J. López-Gejo, J. T. Kunjappu, J. Zhou, B. Smith, P. Zimmerman, W. Conley, and N. J. Turro, “Polycycloalkanes as potential third-generation immersion fluids for photolithography at 193 nm,” Chem. Mater. 19(15), 3641–3647 (2007).
[Crossref]

Costolo, M. A.

K. A. Higginson, M. A. Costolo, and E. A. Rietman, “Adaptive geometric optics derived from nonlinear acoustic effects,” Appl. Phys. Lett. 84(6), 843–845 (2004).
[Crossref]

Czarske, J.

F. Lemke, Y. Frey, B. P. Bruno, K. Philipp, N. Koukourakis, J. Czarske, U. Wallrabe, and M. C. Wapler, “Multiphysics simulation of the aspherical deformation of piezo-glass membrane lenses including hysteresis, fabrication and nonlinear effects,” Smart Mater. Struct. 28(5), 055024 (2019).
[Crossref]

Czarske, J. W.

K. Philipp, F. Lemke, S. Scholz, U. Wallrabe, M. C. Wapler, N. Koukourakis, and J. W. Czarske, “Diffraction-limited axial scanning in thick biological tissue with an aberration-correcting adaptive lens,” Sci. Rep. 9(1), 9532 (2019).
[Crossref]

Draheim, J.

J. Draheim, F. Schneider, T. Burger, R. Kamberger, and U. Wallrabe, “Single chamber adaptive membrane lens with integrated actuation,” in 2010 International Conference on Optical MEMS and Nanophotonics, (IEEE, 2010), pp. 15–16.

Eliassen, M.

L. Henriksen, M. Eliassen, V. Kartashov, J. H. Ulvensoen, I.-R. Johansen, K. H. Haugholt, D. T. Wang, F. Tyholdt, and W. Booij, “Flexible lens assembly with variable focal length,” (2013). US Patent 8,390,939.

Fahmy, A. R.

B. P. Bruno, A. R. Fahmy, M. Stürmer, U. Wallrabe, and M. C. Wapler, “Properties of piezoceramic materials in high electric field actuator applications,” Smart Mater. Struct. 28(1), 015029 (2019).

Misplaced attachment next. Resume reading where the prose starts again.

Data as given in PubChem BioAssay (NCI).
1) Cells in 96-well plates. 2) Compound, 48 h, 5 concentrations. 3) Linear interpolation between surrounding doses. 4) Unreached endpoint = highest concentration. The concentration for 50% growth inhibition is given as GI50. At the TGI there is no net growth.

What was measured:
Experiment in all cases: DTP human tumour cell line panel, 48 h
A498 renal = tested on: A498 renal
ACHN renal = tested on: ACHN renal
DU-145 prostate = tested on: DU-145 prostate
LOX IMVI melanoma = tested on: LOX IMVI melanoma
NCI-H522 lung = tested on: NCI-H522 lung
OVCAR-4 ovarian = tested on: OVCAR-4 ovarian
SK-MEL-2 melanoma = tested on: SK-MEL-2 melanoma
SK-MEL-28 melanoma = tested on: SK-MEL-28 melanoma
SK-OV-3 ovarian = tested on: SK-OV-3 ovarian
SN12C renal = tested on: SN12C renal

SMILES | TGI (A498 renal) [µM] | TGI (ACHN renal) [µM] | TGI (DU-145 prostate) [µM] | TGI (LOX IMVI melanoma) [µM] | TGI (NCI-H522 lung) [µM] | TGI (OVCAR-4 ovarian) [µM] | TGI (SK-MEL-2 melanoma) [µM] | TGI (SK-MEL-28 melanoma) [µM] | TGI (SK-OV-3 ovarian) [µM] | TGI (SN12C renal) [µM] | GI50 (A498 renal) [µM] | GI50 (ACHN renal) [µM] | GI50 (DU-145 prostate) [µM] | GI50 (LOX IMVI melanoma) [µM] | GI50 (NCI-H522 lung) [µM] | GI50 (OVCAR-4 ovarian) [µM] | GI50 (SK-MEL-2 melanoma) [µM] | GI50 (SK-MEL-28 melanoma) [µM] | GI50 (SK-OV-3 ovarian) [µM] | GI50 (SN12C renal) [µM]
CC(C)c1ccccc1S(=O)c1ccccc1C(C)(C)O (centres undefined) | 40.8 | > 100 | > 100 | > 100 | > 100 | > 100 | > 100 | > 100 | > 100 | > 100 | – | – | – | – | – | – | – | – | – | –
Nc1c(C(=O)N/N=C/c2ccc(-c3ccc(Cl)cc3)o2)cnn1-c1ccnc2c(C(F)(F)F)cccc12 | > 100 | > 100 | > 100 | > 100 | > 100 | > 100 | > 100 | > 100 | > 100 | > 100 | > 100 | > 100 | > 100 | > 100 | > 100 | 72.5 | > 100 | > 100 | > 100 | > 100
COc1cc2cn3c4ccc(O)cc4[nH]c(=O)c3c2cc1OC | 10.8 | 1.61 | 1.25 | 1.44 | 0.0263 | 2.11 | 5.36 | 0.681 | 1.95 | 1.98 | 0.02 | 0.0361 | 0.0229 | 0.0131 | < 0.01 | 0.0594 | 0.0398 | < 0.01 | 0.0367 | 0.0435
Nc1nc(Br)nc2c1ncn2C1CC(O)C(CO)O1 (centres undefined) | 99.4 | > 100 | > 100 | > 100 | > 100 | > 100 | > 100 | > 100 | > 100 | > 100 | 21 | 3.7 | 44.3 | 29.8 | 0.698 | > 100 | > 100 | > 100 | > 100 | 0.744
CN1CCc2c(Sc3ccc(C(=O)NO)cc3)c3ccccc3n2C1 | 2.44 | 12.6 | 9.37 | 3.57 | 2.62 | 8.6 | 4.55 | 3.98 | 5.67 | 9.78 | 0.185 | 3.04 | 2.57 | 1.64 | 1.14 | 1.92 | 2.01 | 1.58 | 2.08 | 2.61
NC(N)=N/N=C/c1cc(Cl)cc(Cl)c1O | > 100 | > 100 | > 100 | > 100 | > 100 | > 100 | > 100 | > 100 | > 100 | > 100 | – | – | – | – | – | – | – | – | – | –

[Crossref]

Fearing, R. S.

D. Campolo, M. Sitti, and R. S. Fearing, “Efficient charge recovery method for driving piezoelectric actuators with quasi-square waves,” IEEE Trans. Sonics Ultrason. 50(3), 237–244 (2003).
[Crossref]

Frey, Y.

F. Lemke, Y. Frey, B. P. Bruno, K. Philipp, N. Koukourakis, J. Czarske, U. Wallrabe, and M. C. Wapler, “Multiphysics simulation of the aspherical deformation of piezo-glass membrane lenses including hysteresis, fabrication and nonlinear effects,” Smart Mater. Struct. 28(5), 055024 (2019).
[Crossref]

Garcia, E.

J. A. Main, D. V. Newton, L. Massengill, and E. Garcia, “Efficient power amplifiers for piezoelectric applications,” Smart Mater. Struct. 5(6), 766 (1996).
[Crossref]

Gowda, H. G. B.

H. G. B. Gowda and U. Wallrabe, “Integrated sensor system to control the temperature effects and the hysteresis on adaptive fluid-membrane piezoelectric lenses,” in 2019 Int. Symp. Optomechatron. Technol. (ISOT), (IEEE, 2019).

Gureev, A.

V. Belonenko, A. Gureev, and L. Lyshenko, “Bulk elastic properties of petroleum oils,” Chem. Technol. Fuels Oils 18(10), 510–514 (1982).
[Crossref]

Haugholt, K. H.